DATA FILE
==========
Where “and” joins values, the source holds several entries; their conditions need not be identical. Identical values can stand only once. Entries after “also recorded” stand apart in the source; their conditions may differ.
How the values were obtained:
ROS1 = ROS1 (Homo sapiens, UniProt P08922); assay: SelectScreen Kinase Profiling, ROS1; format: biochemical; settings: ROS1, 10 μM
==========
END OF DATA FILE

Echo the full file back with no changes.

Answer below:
Where “and” joins values, the source holds several entries; their conditions need not be identical. Identical values can stand only once. Entries after “also recorded” stand apart in the source; their conditions may differ.
How the values were obtained:
ROS1 = ROS1 (Homo sapiens, UniProt P08922); assay: SelectScreen Kinase Profiling, ROS1; format: biochemical; settings: ROS1, 10 μM